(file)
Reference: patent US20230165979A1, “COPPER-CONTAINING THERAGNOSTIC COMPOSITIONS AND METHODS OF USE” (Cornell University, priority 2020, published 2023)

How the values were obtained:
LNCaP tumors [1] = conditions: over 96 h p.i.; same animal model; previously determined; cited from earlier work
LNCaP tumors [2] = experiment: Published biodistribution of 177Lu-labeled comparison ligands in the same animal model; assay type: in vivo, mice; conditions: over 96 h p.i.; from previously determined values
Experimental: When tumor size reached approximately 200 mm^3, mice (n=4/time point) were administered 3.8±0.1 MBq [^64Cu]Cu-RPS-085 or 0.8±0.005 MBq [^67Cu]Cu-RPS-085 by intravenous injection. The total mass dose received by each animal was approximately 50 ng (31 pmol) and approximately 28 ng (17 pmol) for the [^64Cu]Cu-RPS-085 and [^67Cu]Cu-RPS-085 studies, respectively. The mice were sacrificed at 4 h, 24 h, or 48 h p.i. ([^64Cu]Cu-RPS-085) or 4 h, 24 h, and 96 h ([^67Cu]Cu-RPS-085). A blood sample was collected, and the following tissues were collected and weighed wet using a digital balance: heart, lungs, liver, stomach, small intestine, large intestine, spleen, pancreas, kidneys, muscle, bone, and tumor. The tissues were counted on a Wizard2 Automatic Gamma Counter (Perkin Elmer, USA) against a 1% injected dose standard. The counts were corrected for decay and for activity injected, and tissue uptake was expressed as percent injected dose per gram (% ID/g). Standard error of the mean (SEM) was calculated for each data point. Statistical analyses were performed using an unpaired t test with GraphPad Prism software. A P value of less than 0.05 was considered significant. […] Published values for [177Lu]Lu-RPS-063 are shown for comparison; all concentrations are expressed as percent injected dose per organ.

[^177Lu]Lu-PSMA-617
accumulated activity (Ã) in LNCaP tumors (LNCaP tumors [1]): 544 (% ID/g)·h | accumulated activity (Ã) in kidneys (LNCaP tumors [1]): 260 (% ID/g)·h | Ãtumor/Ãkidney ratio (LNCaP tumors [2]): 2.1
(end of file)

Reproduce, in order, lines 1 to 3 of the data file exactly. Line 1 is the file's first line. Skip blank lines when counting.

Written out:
Reference: patent US20230165979A1, “COPPER-CONTAINING THERAGNOSTIC COMPOSITIONS AND METHODS OF USE” (Cornell University, priority 2020, published 2023)

How the values were obtained:
LNCaP tumors [1] = conditions: over 96 h p.i.; same animal model; previously determined; cited from earlier work